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Orphaned Baby Birds

CARE OF THE ORPHANED BIRD

Sometimes birds seem to be lost or to have fallen out of the nest.  Before rescuing these birds, watch for awhile from a distance.  Most of the lost bird’s parents are taking care of these orphans, and they can do a better job than humans in providing support and food.  Usually the parents will attend to the fledgling within 8 ? 10 hours.  Contrary to belief, touching an orphan will not cause most parents to abandon the baby.  If you notice a baby bird on the ground, the best thing you should do is walk away and let its parents take care of it.

If you have found an orphaned bird and it is hurt and/or known that the mother is not taking care of it, then the species needs to be determined if possible.  Raptors, or birds of prey, and any other endangered or protected species require that the Division of Wildlife be notified.  All wild birds should be returned to the wild once they can eat and fly by themselves; your veterinarian or wildlife officer can advise you on ways to reintroduce the bird back into nature (3 ? 4 months for precocial birds).  By limiting your time with the nestling bird you’ll have a better chance of reintroducing the bird into nature again.

There are two types of baby birds, altricial or precocial.  Precocial birds are born almost “ready to go” such as quail and waterfowl. The altricial babies need to be feed frequently by their mother or the person who rescues them.  Raptors and songbirds are altricial birds.  Most altricial mothers do not abandon the nestlings and the birds can be placed back into the nest.  Observe first to see if the parents are taking care of the bird on the ground.  The altricial birds are more difficult to feed than the precocial birds.

Cold, dehydrated birds should be fed promptly with a temporary formula of 1 teaspoon salt, 3 teaspoons of Karo syrup in a quart of warm water (not hot).  Using an eyedropper, give 5 ? 10 drops every 15 minutes until the bird is normal.  Too much formula can eventually cause diarrhea.  The above formula is for an emergency situation; a permanent formula for feeding should then be obtained the next day.  We prefer Nutristart or a similar commercial product made for birds such as Harrison’s.  Wrap the cold nestling in a towel and place 1 – 2 feet under a 60 – 75 watt light bulb.  Use a thermometer and keep the air temperature around 90?95 degrees by moving the bulb up or down.  The temperature should be lowered 5% per week of age, gradually, once the bird is normal. Five week old altricial birds should be kept at 75 degrees for more.

The age of an altricial baby bird can be estimated by looking at its feathers.  A chick less than 3 days old still may have its egg tooth.  This “tooth” falls off after being hatched, and it is used in the pipping process (breaking out of the egg).  Less than 1 week of age, the bird has no feathers.  By two weeks the pinfeathers are present, with the other feathers appearing later.  The nestling will be fully feathered at 3 weeks, and can fly between 4?6 weeks of age.

Precocial birds can be cared for in a box with 1/2″ holes for ventilation, a heat source (light bulb), newspaper on the bottom of the box, and placing the box in a draft?free area. The area should be increased with age, but start with 2 birds per square foot. The water can be provided in a lid, with small rocks in the water to prevent drowning if under 2 weeks old.  Chicken or turkey starter?grower mash can be used as feed, and should be kept in a small bowl.  Change the paper, food, and water daily.  By 4 ? 6 weeks of age, a larger area can be provided with gradual introduction of foods & grit that the bird will find in the area to eat when released.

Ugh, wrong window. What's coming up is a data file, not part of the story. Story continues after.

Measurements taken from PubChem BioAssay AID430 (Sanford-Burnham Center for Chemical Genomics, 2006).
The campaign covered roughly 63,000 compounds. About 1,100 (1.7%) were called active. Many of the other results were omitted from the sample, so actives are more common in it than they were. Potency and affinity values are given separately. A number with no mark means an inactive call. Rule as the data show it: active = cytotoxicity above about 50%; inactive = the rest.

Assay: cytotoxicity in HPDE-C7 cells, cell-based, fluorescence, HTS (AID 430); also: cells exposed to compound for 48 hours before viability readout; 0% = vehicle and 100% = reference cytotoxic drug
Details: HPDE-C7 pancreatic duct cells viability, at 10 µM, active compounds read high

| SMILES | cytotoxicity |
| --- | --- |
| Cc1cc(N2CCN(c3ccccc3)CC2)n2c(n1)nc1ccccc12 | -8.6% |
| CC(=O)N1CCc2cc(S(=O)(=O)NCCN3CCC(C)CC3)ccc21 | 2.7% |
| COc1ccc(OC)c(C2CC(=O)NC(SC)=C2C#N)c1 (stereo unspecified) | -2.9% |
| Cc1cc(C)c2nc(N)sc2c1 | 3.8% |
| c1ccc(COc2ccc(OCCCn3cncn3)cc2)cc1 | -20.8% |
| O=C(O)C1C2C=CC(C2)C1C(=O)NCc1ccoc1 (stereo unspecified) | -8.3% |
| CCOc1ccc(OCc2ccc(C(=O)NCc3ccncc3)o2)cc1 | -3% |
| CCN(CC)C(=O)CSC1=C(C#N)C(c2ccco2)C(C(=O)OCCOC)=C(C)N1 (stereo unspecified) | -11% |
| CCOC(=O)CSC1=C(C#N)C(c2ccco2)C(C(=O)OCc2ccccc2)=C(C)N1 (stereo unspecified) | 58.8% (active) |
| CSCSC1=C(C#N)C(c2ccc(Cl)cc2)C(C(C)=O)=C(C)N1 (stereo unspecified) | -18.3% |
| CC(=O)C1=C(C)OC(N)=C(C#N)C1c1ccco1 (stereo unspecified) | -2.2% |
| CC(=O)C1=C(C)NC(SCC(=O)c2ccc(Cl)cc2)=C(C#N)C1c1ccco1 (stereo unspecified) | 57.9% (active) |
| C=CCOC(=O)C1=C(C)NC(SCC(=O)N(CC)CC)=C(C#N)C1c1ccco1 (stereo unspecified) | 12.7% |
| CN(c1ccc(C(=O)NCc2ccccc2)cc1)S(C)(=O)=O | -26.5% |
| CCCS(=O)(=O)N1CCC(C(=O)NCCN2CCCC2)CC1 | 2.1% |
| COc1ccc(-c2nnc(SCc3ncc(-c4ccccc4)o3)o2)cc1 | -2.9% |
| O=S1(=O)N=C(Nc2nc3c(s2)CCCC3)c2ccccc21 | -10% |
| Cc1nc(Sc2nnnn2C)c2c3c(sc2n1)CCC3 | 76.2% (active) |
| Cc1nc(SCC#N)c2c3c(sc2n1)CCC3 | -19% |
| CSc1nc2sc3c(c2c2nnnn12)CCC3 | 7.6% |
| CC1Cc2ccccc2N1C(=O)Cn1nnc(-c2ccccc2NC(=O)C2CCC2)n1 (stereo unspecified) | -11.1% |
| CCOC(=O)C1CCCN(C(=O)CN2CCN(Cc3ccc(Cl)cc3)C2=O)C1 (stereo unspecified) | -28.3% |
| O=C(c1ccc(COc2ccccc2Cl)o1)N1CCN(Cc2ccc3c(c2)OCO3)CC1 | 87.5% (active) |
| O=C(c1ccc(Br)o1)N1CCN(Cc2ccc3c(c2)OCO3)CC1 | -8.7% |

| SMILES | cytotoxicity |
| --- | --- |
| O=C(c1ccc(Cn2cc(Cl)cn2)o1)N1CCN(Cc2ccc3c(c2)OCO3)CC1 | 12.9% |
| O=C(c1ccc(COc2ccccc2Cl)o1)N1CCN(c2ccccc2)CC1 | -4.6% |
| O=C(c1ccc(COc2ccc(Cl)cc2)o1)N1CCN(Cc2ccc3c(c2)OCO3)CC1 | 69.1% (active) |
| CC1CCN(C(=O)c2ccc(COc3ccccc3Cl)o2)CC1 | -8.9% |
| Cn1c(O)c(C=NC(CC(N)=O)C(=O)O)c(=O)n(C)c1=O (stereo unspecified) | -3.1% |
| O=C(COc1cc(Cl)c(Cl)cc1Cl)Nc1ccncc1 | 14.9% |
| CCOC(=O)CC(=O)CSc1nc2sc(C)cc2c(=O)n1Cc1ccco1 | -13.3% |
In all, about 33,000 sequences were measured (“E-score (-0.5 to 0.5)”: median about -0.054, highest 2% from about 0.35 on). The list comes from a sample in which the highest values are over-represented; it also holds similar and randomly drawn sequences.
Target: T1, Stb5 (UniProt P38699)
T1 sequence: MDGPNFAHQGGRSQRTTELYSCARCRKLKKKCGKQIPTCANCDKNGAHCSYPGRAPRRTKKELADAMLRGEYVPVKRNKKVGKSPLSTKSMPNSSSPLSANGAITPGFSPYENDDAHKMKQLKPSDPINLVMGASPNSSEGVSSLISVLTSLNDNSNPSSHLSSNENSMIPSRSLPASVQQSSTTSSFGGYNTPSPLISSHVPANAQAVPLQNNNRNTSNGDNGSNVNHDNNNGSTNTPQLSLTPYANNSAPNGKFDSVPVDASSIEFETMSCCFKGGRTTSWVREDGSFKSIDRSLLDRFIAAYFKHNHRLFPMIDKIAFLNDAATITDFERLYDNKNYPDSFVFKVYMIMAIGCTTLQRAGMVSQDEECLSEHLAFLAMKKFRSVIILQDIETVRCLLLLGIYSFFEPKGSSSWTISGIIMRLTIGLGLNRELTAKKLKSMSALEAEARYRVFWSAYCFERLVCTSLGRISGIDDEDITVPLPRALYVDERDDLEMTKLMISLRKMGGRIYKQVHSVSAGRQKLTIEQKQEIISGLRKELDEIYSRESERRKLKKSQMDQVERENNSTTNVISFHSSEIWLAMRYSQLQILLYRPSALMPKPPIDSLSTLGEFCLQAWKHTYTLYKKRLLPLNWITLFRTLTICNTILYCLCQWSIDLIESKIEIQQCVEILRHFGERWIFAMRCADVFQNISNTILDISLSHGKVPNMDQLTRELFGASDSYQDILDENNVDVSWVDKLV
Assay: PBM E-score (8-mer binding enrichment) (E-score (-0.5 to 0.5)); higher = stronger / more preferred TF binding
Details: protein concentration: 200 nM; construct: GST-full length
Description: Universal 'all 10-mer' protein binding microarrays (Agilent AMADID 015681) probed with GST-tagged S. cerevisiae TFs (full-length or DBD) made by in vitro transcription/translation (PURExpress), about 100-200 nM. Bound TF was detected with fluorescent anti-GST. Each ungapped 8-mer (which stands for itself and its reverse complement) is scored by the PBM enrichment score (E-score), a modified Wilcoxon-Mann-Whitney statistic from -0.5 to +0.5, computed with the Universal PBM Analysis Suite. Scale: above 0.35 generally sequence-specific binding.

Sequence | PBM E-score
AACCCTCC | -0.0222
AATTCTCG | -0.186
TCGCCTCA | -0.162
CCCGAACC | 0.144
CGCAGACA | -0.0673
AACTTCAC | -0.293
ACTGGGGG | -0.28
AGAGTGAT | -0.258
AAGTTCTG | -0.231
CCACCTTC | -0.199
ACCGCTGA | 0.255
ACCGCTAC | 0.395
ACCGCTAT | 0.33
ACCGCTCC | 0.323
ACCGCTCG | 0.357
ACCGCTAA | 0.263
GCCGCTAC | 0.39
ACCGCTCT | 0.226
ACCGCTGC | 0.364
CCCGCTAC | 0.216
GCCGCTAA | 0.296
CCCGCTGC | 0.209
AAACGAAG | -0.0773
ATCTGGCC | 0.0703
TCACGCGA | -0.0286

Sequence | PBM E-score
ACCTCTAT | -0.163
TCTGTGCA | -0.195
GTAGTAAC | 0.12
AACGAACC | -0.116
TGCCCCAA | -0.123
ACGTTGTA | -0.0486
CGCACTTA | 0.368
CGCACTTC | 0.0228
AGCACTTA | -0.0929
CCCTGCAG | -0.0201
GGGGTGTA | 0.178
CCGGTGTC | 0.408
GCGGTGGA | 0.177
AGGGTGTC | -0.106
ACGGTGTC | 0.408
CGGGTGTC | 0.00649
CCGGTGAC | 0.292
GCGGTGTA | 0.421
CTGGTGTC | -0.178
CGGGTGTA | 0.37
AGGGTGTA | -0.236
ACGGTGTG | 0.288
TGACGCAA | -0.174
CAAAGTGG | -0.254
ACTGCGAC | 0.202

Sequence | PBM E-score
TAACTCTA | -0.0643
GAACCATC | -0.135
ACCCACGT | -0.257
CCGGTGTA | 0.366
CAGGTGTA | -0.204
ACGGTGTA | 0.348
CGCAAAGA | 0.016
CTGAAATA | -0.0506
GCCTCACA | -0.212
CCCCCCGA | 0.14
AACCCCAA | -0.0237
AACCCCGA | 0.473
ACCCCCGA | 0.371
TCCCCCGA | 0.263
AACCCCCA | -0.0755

Altricial birds, unlike precocial birds, should have a circadian light period (a lighted period, with 8 hours of dark).  Once the bird is eating and appears healthy, we advise this day/night cycle after 2 weeks of age.  Inside the box place a heating pad on low, and place a blanket between the bird and the pad.  We recommend leaving an area not heated, in case the birds get too hot.  Initially keep the temperature near 90 degrees right above the pad, with the box covered at night.  Measure the temperature after the lid is on the box.  If a commercial food, such as Nutristart is not available, you can make a temporary liquid diet of 2 parts canned dog food (i.e. Hills P.D.) + 1 part of crush hard boiled egg + 1 part drained chopped spinach, with a small amount of powdered milk and bird multivitamins mixed with water till of a fluid consistency (not watery).  Another temporary formula is 1 cup of oatmeal, 1 tablespoon of Nutrical and mix with warm water to make a gruel.  It is best to have a mixture such as Nutristart or Harrison’s around, as it takes too much time to go find homemade ingredients when a bird is very sick.  (And yet other homemade mixtures, such are a 50/50 mix of Gerber’s Banana & Tapioca Baby Food plus Gerber’s Powdered High Protein Baby Food; add 1/4 teaspoon of an Avian vitamin/mineral supplement or Nutrical, with or without Soylac or Neo-Mull-Soy, in a milk shake consistency is adequate).  After a day or two you should obtain a commercial diet formulated for baby birds.  Refrigerate the mixture and warm the food as needed, using a Q?tip, dropper or syringe to feed. Very young altricial birds need to be fed every 1?2 hours.  If tube feeding, start with 1/4 cc, then move up to 1 to less than 2cc per oz body weight.  If the bird has a clocacal (rectal) temperature less than 95 degrees, only 1/4 the amount of food should be given until the body is warmed up; if there is a body temperature under 95 degrees, there is very little absorption.  Over 1/2 of the mammals with a temperature less than this will die; yet warming up too quickly is also detrimental.  The bird needs up to 25% of its weight in food a day; or 30cc per pound body weight minimum ???? split into many different feedings, at least 3 ? 4x a day (7cc/oz would be 1 cc orally every 3 – 4 hours).  One cc is the same amount as 1 ml.  As they grow, the time period between feedings will decrease.  If the crop is empty, the bird may cry or be gaping.  If the bird is eating okay, food is in the crop and the nestling is not hungry, delay feeding awhile to prevent “sour crop”.  Sour crop is not caused by only leaving food in the crop; some studies show that by constantly feeding the birds they may do better.  Sour crop is from an infection, which can be from various sources.  Always use clean utensils and food preparation procedures.  Besides having clean food equipment to prevent sour crop, we recommend a small amount of Bene Bac or a similar probiotic such as or Probios, Microvet (4+ types of good bacteria); adding up to 5% yogurt to the baby formula is a distant third choice.  Monitor the bird’s weight with a small scale.  If they are gaining weight you are doing okay.  With any precocial birds provide a variety in the diet after 1 month of age.  When ready to be released, we advise the outdoor bird feeder to be kept full of birdseed for awhile.